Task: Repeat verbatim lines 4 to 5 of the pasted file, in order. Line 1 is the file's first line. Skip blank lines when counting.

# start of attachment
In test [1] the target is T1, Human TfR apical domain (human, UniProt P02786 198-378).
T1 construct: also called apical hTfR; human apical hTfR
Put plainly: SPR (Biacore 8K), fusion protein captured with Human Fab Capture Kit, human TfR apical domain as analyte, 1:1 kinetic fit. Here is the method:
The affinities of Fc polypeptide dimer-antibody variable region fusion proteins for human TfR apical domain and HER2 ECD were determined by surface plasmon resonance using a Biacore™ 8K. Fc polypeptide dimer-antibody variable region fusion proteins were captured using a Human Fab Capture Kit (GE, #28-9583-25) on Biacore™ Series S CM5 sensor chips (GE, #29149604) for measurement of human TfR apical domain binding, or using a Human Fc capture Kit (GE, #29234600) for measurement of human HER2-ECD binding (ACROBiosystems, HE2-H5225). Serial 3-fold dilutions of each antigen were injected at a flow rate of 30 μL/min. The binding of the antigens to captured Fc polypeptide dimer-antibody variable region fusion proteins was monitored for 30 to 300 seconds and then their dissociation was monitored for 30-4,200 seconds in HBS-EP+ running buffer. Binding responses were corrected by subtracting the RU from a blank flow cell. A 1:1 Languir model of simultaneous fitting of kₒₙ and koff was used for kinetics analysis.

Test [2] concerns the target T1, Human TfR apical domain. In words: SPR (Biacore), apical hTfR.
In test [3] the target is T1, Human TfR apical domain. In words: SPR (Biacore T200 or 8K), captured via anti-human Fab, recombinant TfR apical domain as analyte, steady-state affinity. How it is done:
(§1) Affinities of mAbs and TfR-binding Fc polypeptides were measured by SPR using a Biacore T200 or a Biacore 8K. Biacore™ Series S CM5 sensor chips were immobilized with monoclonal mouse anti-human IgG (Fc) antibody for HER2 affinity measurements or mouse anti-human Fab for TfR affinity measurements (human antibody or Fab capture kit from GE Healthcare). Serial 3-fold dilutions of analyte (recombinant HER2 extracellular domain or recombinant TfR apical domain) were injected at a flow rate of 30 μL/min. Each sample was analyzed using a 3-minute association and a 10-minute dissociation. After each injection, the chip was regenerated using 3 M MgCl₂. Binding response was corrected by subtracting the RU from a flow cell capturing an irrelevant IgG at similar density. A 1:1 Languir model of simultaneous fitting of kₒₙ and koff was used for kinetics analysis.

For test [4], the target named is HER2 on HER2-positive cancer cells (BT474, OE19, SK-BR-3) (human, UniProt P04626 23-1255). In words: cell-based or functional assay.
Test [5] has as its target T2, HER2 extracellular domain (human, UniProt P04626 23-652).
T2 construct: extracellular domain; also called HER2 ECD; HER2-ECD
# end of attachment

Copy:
The affinities of Fc polypeptide dimer-antibody variable region fusion proteins for human TfR apical domain and HER2 ECD were determined by surface plasmon resonance using a Biacore™ 8K. Fc polypeptide dimer-antibody variable region fusion proteins were captured using a Human Fab Capture Kit (GE, #28-9583-25) on Biacore™ Series S CM5 sensor chips (GE, #29149604) for measurement of human TfR apical domain binding, or using a Human Fc capture Kit (GE, #29234600) for measurement of human HER2-ECD binding (ACROBiosystems, HE2-H5225). Serial 3-fold dilutions of each antigen were injected at a flow rate of 30 μL/min. The binding of the antigens to captured Fc polypeptide dimer-antibody variable region fusion proteins was monitored for 30 to 300 seconds and then their dissociation was monitored for 30-4,200 seconds in HBS-EP+ running buffer. Binding responses were corrected by subtracting the RU from a blank flow cell. A 1:1 Languir model of simultaneous fitting of kₒₙ and koff was used for kinetics analysis.

Test [2] concerns the target T1, Human TfR apical domain. In words: SPR (Biacore), apical hTfR.